Reducing Burnout: Causing the Effect
Reducing Burnout: Causing the Effect
Steve Pao
June 17, 2022
“Be the Thermostat, not a Thermometer”
— Johnny C. Taylor, Jr, CEO SHRM

This past week, I accompanied my cofounder, Kristin, to the SHRM 20222 annual conference in New Orleans.  Our aim was to immerse ourselves in the conversation of workplace burnout from a Human Resources perspective.  The conference theme was “Cause the Effect”, essentially calling on us as organizational leaders to change the temperature around core issues like workplace burnout rather than to simply read the temperature..

Burnout is a timely conversation

While we were at the conference, Gallup released its State of the Global Workplace: 2022 Report, which concluded that stress among the world’s workers is at an all-time high.

Source: Gallup June 2022

At the conference itself, Ben Granger of the Qualtrics XM Institute presented data concluding that the lack of well-being observed in organizations is a countdown to disaster. 

In addition, Chas Fields of UKG also hosted a session specific to workplace transparency which described employees not feeling “seen.”

Of course, reporting this data by itself is just reading the temperature.  How can we change the temperature?

Workplace Burnout is Not a Personal Issue

To get to the root of change, it’s important to get to the root of workplace burnout.  While many try to solve burnout through personal solutions like meditation apps, workplace burnout is an organizational issue.  One of my favorite authors, Adam Grant, reiterates this point frequently. 

Also published during the conference, a Harvard Business Review article titled “Stressed, Sad, and Anxious: A Snapshot of the Global Workforce” outlined that employee care must be a permanent part of the culture.  The point is not to treat burnout but rather to make the cultural changes to prevent burnout.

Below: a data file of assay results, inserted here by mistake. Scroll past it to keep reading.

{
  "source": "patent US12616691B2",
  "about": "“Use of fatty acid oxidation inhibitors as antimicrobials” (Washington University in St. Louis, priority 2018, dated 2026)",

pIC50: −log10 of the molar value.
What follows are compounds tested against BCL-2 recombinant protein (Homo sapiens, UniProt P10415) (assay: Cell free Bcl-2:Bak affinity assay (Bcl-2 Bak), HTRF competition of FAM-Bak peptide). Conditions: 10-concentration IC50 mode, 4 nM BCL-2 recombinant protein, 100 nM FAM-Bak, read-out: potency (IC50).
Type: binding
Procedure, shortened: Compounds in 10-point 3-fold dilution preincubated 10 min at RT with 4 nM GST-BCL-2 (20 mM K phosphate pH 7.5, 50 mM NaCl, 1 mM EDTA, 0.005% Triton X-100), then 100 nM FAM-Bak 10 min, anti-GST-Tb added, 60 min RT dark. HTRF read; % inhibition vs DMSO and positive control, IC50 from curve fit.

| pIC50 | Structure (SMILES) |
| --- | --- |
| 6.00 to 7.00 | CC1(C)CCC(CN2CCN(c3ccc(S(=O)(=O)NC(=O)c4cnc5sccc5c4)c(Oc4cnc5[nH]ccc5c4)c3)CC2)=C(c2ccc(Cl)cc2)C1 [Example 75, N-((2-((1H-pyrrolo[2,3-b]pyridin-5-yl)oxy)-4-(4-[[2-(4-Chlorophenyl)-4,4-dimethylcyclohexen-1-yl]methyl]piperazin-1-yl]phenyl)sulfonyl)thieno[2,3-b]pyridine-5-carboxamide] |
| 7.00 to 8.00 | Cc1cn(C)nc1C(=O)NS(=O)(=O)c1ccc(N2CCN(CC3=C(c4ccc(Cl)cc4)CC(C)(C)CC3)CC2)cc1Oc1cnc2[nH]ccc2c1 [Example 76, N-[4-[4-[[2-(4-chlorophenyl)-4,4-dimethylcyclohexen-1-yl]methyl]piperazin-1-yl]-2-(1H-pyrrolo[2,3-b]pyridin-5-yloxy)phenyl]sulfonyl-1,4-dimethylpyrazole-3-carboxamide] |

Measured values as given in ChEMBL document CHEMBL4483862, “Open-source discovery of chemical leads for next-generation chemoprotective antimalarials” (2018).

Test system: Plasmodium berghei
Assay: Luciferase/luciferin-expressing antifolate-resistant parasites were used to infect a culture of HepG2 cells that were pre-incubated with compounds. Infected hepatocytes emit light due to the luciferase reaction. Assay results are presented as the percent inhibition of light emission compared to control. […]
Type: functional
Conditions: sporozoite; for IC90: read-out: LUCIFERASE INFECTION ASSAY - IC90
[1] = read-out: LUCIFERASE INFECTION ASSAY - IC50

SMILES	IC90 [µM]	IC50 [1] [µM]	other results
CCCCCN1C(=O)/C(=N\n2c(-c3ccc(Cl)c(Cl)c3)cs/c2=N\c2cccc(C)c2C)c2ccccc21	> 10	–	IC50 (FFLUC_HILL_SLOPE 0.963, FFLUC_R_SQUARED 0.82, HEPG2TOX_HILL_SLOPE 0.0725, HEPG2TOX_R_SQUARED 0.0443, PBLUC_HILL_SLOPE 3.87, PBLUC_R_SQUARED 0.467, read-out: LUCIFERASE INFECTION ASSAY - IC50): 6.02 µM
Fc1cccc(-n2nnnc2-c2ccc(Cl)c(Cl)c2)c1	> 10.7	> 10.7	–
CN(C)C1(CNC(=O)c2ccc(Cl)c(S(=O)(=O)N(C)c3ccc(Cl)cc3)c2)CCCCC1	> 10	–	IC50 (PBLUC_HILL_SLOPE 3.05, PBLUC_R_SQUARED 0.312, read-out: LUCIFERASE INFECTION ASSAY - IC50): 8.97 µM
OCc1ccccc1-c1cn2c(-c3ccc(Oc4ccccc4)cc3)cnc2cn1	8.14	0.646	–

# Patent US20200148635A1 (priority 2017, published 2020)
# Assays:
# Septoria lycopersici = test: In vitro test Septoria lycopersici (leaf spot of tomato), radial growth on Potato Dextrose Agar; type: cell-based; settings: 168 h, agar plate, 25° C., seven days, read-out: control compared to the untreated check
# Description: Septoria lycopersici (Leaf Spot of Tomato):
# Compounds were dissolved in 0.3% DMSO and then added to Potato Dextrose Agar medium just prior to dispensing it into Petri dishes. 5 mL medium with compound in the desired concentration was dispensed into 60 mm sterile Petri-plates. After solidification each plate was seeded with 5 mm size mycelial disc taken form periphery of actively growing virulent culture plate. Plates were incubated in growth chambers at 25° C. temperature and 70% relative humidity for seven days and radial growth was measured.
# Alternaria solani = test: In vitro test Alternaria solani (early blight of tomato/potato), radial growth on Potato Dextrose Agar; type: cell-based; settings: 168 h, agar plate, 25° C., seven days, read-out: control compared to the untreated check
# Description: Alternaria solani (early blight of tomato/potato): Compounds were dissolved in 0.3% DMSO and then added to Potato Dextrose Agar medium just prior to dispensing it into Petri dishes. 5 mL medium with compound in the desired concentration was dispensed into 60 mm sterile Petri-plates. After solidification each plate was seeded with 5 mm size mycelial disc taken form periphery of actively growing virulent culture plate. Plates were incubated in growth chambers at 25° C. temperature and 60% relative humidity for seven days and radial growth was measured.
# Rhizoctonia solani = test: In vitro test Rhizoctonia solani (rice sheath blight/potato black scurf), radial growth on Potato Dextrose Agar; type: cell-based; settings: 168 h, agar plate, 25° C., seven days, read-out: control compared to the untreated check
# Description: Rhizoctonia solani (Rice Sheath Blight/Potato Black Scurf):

Causing the Effect

Our “always on” work culture contributes to burnout, and Lora Haines of JB Training presented a couple of opportunities to address burnout.  One included protecting “maker moments” (deep work) by not mixing them with “management moments” like checking Slack or email.  Another was to ride one’s own natural “energy waves.”

The issue here is that it’s hard for individuals to capitalize on these opportunities alone.  Instead, Robert and Terri Bogue, in their session dedicated to burnout, called for organizations to make the necessary changes to address burnout “systemic”.

At Ampll, we agree with the need to “Cause the Effect” through changes.  Kristin and I added to SHRM’s board on culture changes the high-level and specific changes to implement.  At a high level, the aim is to create a culture of care, which starts with “seeing” the human first and the employee second.  More specifically, we use Ampll to check in on each other’s energy and to reward it each other’s well-being boosts.

With Ampll, users can “see” each other with real-time presence and energy levels.  Teams can help each other protect their maker moments and respect their energy waves.  For example, right now, we can see that Guy Suter is in a focused flow.  We can see that Kristin is on a video call, but happens to be at the valley of her energy wave where it might not even be a great time to pile something on her even after she hangs up.

Ampll People tab showing real-time presence, location, and energy level

With these simple views in Ampll available across your company, you can catalyze these cultural changes to “Cause the Effect” and reduce workplace burnout.  For more information about how you can get started with Ampll, please contact us.

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Steve Pao

Steve Pao is Chief Product Officer at Ampll and a member of the Harvard Business Review Advisory Council, an opt-in research community of business professionals. Prior to Ampll, Steve was an early employee and product executive at two companies that did IPOs (Latitude Communications in 1999 and Barracuda Networks in 2013). Steve is a proud "empty nester" and lives in Portland, OR with his wife whom he met in 7th grade German class.

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